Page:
The term colorectal carcinoma refers to bowel cancer of the colon and the rectum. Bowel cancer is the third most common type of cancer and primarily affects people aged 50 and over. Altered bowel movements and blood in the stool are the most common symptoms of bowel tumours. It is treated with surgery, chemotherapy and radiotherapy.
- How does bowel cancer develop?
- Risk factors for bowel cancer
- Symptoms of bowel cancer
- Treatment of bowel cancer
The small intestine is less frequently affected by the disease, which is why bowel cancer is known in layman’s terms as colon cancer.
How does bowel cancer develop?
The number of men and women diagnosed with this type of cancer is more or less the same. The risk of developing the disease increases significantly from the age of 50 onwards. Colon cancer almost always presents as small polyps, known as colorectal polyps. Preventative examinations are therefore incredibly important for people who face an increased risk. Such check-ups make it possible to identify and remove these polyps at an early stage.
Risk factors for bowel cancer
The following risk factors make a person more likely to develop colon cancer:
- Other family members who have suffered from bowel cancer
- Polyps in the colon
- Chronic inflammatory bowel diseases (Crohn's disease, ulcerative colitis)
- Very little exercise
Symptoms of bowel cancer
Bowel cancer does not cause symptoms or pain for a long time. Important indicators for possible bowel cancer are:
- Changes in bowel habits
- Urge to defecate without a bowel movement
- Switch between constipation and diarrhoea
- Blood in the stool
More general symptoms such as weight loss and tiredness can also point to a bowel tumour. Colon cancer very rarely causes stomach pains. Patients suffering these symptoms should go to a doctor.
How is bowel cancer diagnosed?
A colonoscopy is carried out to diagnose bowel cancer. Tissue samples can be taken from any areas that exhibit suspicious changes, so it is possible to make a definitive cancer diagnosis. Smaller colorectal polyps can be removed during the colonoscopy.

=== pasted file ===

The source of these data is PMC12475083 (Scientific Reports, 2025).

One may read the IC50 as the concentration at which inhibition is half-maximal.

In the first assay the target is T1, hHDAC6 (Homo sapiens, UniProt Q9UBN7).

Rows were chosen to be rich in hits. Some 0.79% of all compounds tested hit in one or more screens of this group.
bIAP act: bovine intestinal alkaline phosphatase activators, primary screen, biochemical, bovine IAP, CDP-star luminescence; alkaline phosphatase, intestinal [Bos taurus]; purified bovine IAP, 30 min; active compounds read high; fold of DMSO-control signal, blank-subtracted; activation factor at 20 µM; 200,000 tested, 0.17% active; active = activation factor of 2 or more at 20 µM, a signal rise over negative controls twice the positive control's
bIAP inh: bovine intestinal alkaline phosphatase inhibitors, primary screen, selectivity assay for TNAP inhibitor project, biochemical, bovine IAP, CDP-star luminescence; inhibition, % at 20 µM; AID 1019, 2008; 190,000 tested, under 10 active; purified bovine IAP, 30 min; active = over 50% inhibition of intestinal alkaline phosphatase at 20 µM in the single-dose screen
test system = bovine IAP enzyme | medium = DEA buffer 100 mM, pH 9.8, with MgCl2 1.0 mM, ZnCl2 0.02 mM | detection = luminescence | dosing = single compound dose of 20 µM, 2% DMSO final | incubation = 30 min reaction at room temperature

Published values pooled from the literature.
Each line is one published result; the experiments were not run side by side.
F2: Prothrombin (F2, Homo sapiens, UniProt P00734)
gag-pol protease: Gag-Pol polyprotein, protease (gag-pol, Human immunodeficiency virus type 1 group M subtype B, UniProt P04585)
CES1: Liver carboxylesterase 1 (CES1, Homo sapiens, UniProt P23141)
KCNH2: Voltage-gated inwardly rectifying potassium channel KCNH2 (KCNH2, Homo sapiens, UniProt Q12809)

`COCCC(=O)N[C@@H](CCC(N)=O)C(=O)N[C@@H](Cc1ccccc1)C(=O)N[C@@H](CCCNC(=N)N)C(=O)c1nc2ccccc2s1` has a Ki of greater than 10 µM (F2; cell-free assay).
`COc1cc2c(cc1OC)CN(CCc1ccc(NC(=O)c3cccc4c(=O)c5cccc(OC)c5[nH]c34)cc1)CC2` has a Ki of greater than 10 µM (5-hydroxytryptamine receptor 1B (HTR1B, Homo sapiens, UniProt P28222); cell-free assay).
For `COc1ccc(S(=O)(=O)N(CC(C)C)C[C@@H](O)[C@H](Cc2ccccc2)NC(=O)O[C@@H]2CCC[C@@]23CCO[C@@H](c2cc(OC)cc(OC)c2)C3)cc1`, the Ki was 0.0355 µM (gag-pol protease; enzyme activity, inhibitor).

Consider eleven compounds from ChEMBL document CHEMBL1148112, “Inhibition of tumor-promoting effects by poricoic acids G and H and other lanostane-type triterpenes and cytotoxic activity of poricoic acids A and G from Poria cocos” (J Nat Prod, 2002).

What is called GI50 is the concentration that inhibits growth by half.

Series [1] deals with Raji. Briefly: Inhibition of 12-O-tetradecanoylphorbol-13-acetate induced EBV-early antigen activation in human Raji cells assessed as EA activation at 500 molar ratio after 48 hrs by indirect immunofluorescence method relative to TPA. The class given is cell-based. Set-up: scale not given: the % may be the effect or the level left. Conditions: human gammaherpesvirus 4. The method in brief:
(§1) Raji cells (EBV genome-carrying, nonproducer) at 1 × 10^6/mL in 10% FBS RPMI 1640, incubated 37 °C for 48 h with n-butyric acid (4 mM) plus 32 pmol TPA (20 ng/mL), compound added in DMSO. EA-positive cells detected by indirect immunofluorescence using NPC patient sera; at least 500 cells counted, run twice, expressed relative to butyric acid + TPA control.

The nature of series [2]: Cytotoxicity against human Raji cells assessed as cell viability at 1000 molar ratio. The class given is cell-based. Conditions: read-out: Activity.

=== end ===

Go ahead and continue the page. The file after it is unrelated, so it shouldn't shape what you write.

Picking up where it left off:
Check-ups involving a colonoscopy or stool examination (blood) are important for the early detection of the disease.
The choice of treatment depends on how far the cancer has progressed. If detected early, bowel cancer can be effectively treated by surgically removing the tumour. However, this is only the case if the tumour has not yet grown into the colon and has not yet formed any other tumours (metastases).
In its advanced state, bowel cancer is treated with surgery combined with radiotherapy or chemotherapy. You can find out more about the surgical treatment options in the colon surgery section.
Make an appointment now
Are you unsure whether colorectal cancer screening is important for you or would you like to make an appointment? Contact us via the Hirslanden Healthline or the Hirslanden App.
Bowel Cancer Centre Klinik St. AnnaAvailable by telephone from Monday to Friday 09.00 - 11.30 h and 13.30 - 16.00 h
Centre for Gastrointestinal DiseasesSeestrasse 90 8002 ZurichF +41 44 201 67 50e-mailMon - Fri: 8.00 am - 5.00 pm
8.00 - 12.00 am and 1.30 - 4.00 pm
Centre for Surgery ZurichLocation Klinik HirslandenWitellikerstrasse 40 8032 Zurich
Chirurgie AarauBahnhofstrasse 24
CH-5000 AarauMonday – Friday: 8.00 am - 12.00 noon, 1.00 - 5.00 pm
Chirurgie BadenLanghaus 2
Clinic for Hematology & Oncology Hirslanden ZurichWitellikerstrasse 40 8032 ZürichF +41 44 387 22 75e-mail
Gastroenterology St. AnnaSt. Anna-Strasse 32 6006 LucerneF +41 41 208 31 42e-mail08.00- 17.00 Uhr
Gastroenterology centre HirslandenWitellikerstrasse 40
8032 ZürichF +41 44 387 39 66e-mail
Gynaecology CenterAvenue de la Roseraie 76A
1205 GenèveF +41 22 321 26 70e-mail
Oncological and Haematology CentreHirslanden Clinique des Grangettes
Route de chêne 110